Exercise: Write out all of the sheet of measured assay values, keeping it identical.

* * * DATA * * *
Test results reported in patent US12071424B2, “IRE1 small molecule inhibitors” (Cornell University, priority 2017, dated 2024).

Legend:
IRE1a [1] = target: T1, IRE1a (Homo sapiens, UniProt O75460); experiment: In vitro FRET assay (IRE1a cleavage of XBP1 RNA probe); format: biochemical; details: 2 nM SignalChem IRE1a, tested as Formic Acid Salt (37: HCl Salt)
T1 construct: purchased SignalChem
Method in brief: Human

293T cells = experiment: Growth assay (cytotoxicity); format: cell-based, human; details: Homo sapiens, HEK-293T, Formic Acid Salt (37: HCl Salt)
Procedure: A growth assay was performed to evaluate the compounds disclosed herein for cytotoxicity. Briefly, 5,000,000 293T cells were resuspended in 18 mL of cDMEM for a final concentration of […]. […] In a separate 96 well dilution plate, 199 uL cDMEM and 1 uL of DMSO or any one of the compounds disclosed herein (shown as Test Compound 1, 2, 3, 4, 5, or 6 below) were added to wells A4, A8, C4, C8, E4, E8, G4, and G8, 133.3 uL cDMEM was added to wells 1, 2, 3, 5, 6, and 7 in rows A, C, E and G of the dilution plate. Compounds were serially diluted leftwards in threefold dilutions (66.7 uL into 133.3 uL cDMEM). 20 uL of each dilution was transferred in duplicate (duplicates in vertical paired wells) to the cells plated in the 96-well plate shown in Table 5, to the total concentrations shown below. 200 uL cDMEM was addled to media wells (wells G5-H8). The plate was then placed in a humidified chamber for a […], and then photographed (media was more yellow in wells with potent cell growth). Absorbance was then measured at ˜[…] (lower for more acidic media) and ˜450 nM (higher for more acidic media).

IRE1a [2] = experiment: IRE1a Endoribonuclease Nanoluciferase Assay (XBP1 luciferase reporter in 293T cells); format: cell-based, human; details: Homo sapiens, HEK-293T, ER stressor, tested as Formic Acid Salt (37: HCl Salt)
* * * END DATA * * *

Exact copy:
Test results reported in patent US12071424B2, “IRE1 small molecule inhibitors” (Cornell University, priority 2017, dated 2024).

Legend:
IRE1a [1] = target: T1, IRE1a (Homo sapiens, UniProt O75460); experiment: In vitro FRET assay (IRE1a cleavage of XBP1 RNA probe); format: biochemical; details: 2 nM SignalChem IRE1a, tested as Formic Acid Salt (37: HCl Salt)
T1 construct: purchased SignalChem
Method in brief: Human

293T cells = experiment: Growth assay (cytotoxicity); format: cell-based, human; details: Homo sapiens, HEK-293T, Formic Acid Salt (37: HCl Salt)
Procedure: A growth assay was performed to evaluate the compounds disclosed herein for cytotoxicity. Briefly, 5,000,000 293T cells were resuspended in 18 mL of cDMEM for a final concentration of […]. […] In a separate 96 well dilution plate, 199 uL cDMEM and 1 uL of DMSO or any one of the compounds disclosed herein (shown as Test Compound 1, 2, 3, 4, 5, or 6 below) were added to wells A4, A8, C4, C8, E4, E8, G4, and G8, 133.3 uL cDMEM was added to wells 1, 2, 3, 5, 6, and 7 in rows A, C, E and G of the dilution plate. Compounds were serially diluted leftwards in threefold dilutions (66.7 uL into 133.3 uL cDMEM). 20 uL of each dilution was transferred in duplicate (duplicates in vertical paired wells) to the cells plated in the 96-well plate shown in Table 5, to the total concentrations shown below. 200 uL cDMEM was addled to media wells (wells G5-H8). The plate was then placed in a humidified chamber for a […], and then photographed (media was more yellow in wells with potent cell growth). Absorbance was then measured at ˜[…] (lower for more acidic media) and ˜450 nM (higher for more acidic media).

IRE1a [2] = experiment: IRE1a Endoribonuclease Nanoluciferase Assay (XBP1 luciferase reporter in 293T cells); format: cell-based, human; details: Homo sapiens, HEK-293T, ER stressor, tested as Formic Acid Salt (37: HCl Salt)